Orchard Orioles coexist with their more well-known variety
Orchard Orioles keep popping up on my excursions. The first time I ever observed one was at the cottage of Earl and Ruth Trevathan in Bath. Their waterfront getaway was the kind with a not overly manicured yard, leaning pines, and hollow snags left to stand where woodpeckers could nest — a place with minimal bulkheading and maximum wildlife. Seeing the oriole, Dr. Trevathan said, there is always an Orchard Oriole in a pecan tree, especially near water.
Eight or so Baltimore Orioles-showy orange and black birds-had wintered in my neighborhood for almost five months, arriving on the first of December with the first cold front, and remaining through April. On April 25, I heard a new song throughout the day coming from high up in various trees. I took a look and soon found a mature male Orchard Oriole with its characteristic coloration of black and rich chestnut red-brown.
The Orchard Oriole would hang out with the Baltimore Orioles in their “evening tree” before heading to their overnight roost in the dense top of a cedar tree. I found it intriguing that the Orchard and the Baltimores would congregate. Looking at the All About Birds website, I learned that this is typical behavior. The birds may share warnings about predators, for example.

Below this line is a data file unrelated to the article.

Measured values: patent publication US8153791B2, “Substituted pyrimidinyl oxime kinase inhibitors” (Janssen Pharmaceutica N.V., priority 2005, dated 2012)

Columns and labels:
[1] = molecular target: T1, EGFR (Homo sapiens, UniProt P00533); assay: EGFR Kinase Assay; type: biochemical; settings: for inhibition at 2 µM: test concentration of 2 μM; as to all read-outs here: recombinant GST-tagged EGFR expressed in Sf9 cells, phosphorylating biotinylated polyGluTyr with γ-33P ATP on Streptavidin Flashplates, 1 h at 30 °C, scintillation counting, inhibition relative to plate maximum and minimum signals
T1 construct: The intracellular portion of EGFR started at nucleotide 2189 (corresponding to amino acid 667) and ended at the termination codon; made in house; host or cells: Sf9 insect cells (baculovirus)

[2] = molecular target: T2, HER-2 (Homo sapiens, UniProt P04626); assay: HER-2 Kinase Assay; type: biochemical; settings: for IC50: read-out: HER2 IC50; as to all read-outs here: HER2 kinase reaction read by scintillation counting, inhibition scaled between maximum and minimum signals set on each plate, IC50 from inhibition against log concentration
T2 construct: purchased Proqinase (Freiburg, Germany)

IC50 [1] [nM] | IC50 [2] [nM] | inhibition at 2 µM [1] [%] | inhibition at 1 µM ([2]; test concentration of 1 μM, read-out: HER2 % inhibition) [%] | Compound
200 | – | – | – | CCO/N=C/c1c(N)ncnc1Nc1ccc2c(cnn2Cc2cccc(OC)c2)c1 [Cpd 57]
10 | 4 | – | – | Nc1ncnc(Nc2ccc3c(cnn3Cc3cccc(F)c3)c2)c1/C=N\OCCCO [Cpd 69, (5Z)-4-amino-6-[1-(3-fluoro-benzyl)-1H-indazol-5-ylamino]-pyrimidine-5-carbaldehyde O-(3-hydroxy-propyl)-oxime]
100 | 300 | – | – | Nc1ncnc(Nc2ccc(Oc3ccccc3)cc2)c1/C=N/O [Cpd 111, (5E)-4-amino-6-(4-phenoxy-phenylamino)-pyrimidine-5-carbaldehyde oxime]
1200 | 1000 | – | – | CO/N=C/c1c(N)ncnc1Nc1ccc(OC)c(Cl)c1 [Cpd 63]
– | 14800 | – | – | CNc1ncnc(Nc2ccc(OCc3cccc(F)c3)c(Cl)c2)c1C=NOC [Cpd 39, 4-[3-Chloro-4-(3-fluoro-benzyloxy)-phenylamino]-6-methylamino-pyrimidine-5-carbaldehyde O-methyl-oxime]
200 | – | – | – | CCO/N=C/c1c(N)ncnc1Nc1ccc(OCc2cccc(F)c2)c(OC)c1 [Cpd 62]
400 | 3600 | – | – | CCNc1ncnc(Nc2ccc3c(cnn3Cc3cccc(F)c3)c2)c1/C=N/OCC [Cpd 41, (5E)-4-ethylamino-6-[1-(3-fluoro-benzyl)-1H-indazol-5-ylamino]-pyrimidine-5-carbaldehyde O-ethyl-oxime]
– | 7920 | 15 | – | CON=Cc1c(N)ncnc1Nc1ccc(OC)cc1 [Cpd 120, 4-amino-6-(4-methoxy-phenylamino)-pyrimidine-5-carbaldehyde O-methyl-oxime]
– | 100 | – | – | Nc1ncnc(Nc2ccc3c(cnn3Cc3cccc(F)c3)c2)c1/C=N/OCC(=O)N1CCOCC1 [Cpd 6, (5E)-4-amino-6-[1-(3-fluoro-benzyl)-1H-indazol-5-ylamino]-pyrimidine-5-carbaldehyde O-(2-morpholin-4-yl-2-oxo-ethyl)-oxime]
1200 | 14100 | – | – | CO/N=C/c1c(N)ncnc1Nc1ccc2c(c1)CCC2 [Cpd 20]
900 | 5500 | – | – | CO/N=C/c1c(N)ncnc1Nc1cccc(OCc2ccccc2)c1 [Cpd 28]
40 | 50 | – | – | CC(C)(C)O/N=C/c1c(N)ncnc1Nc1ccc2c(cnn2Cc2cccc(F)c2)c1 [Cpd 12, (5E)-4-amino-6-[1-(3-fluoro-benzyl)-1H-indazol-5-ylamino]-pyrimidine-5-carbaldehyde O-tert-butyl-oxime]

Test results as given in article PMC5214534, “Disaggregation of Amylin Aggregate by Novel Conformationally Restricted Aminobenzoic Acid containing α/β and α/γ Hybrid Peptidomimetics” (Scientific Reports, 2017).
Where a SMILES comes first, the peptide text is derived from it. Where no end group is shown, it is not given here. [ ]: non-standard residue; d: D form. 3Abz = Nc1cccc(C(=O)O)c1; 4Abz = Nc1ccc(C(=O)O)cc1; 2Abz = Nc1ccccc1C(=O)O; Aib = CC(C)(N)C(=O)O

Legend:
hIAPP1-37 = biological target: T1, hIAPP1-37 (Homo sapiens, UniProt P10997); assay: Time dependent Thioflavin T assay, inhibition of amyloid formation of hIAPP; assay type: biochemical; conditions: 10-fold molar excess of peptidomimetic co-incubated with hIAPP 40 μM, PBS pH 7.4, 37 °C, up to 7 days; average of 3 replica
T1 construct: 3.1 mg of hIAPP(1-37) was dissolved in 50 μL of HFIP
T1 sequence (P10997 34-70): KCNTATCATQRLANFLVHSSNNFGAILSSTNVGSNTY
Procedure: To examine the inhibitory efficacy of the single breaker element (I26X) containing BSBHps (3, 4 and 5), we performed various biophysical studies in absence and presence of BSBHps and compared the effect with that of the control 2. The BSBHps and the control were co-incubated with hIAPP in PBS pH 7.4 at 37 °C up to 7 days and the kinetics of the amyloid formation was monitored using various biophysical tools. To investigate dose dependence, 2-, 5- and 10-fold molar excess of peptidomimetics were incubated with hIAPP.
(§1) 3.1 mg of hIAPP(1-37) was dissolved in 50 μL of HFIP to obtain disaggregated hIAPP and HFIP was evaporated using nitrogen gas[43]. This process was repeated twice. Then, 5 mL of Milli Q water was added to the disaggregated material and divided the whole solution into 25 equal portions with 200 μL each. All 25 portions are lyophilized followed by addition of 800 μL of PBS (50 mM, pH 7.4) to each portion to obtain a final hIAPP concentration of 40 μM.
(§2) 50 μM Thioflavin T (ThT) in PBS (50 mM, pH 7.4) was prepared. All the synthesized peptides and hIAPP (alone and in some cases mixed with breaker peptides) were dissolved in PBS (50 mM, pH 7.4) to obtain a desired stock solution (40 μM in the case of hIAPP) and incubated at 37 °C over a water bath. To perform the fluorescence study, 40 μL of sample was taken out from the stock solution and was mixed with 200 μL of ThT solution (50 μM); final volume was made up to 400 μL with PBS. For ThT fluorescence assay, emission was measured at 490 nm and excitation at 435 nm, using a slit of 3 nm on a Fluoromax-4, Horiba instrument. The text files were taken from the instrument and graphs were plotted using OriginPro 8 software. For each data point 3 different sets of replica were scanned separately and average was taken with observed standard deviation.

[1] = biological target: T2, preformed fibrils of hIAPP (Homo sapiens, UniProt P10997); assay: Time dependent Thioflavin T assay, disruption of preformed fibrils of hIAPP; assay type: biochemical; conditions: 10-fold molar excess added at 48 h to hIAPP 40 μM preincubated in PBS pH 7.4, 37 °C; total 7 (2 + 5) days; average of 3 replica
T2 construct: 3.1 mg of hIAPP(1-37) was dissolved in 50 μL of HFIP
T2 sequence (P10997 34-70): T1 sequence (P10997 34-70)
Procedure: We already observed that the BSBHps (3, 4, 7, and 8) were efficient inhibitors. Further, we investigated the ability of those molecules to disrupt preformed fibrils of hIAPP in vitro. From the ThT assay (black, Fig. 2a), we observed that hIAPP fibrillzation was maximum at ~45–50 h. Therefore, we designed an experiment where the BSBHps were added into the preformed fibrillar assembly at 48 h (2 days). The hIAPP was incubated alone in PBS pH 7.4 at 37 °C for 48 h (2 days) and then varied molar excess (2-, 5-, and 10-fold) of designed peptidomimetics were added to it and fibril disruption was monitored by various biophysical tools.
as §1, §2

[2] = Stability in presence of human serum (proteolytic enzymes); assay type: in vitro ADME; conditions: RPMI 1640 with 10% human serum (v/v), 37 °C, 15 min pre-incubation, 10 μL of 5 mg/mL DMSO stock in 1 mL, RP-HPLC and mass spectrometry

I noticed my new Orchard Oriole and the Baltimores flying after each other into the mulberry tree next door. Were the Baltimores showing their food source? In late April those mulberries were green, hardly ripe.
A couple of days later, the Baltimores left on their migration north. The Orchard Oriole is gone as well, but may have nested somewhere local. I don’t know what to make of their brief overlap and interactions, but I enjoyed watching these colorful and vocal birds, and I will surely be on the lookout to see them at the same time next year.
The immature male Orchard Oriole that sings in Oakdale Cemetery (see May 22 column) is still there. I saw two more this past week, one at Crisp Landing on Blount’s Creek (a public boat ramp) and another at Cotton Patch Landing less than a half-mile away, which is the subject of the picture showing the chartreuse yellow-green coloration of the male after its first year. Next year this individual will be in chestnut and black plumage.
The Orchard Oriole is a brief migrant in our area — having arrived in late April, it will depart here by late July to winter in Central America and Colombia. While here, the orioles will weave their hanging nests of long blades of grass, and forage for insects, berries, and flower nectar.